Abnormal Use Interview

Attorney Jim Dedman, co-author of the Abnormal Use law blog, interviewed us about Law and the Multiverse. We think you’ll enjoy the interview, and thanks to Jim for talking with us.

Of interest to our readers: in addition to being a blog about products liability litigation, Abnormal Use also features legally-themed comic books covers on its Friday posts as well as interviews with law-related pop culture personalities such as Fairly Legal creator and show-runner Michael Sardo.

2 Responses to Abnormal Use Interview

  1. Martin Phipps

    I think I’m satisfied that there are ways superheroes can pay taxes without giving up their identity. What still bothers me though is the whole idea of clones and legal guardians. There’s the example of Conner Kent who was created using DNA from both Lex Luthor and Superman. Well now the character has shown up on Smallville. On the TV show, Tess seems to have (legally?) adopted him but (Lex’s father) Lionel Luthor has come back from the dead and is literally demanding custody, except now that he’s (rapidly) grown into young adulthood he’s starting to resemble Clark Kent, his “other father”. At one point I suggested that a clone grown in a lab could be considered property (in this case Luthorcorp) but you seemed to think that a clone of a human being would automatically have the rights afforded all human beings even though it wasn’t given birth to by a woman. If all this were possible in the real world then the law would have to address it. How do you even assign a date of birth to somebody who was never actually born?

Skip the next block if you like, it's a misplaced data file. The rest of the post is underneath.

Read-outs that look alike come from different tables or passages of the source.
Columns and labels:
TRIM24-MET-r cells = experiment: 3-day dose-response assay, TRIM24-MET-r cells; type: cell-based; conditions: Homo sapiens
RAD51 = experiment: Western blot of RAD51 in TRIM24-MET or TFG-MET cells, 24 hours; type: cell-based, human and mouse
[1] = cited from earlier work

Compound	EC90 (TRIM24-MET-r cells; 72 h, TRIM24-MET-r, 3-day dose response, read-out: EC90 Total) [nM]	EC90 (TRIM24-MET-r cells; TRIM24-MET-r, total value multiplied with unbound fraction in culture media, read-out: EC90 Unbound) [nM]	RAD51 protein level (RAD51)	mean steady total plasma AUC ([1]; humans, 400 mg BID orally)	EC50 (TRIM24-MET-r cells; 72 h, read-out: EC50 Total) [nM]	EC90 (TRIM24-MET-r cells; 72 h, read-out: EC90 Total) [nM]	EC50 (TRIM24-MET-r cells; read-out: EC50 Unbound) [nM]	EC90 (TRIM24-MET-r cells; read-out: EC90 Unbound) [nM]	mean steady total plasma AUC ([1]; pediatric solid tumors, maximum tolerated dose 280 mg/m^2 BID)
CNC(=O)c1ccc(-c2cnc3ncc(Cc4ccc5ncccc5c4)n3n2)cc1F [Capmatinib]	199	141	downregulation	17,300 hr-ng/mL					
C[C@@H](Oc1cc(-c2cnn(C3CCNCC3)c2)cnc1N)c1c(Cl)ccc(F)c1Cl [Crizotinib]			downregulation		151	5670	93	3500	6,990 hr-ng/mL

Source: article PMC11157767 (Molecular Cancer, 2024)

2. Uh, given that clones are effectively human in all respects physically (they are when all’s said and done the same as the “twin” of a person abeit made artificially instead of naturally at the same time), I don’t see why on Earth any court could legitimately default to “clone is property”. The unusual manner of birth certainly can’t justify it, otherwise in vitro fertilized people and/or people carried in a surrogate womb could be argued as non-persons, something I don’t even see many lunatics advancing. As for date of birth, release from whatever womb setup was used would probably qualify, though any clones grown to physical adulthood complete with some sort of mental imprinting could have some issues then.

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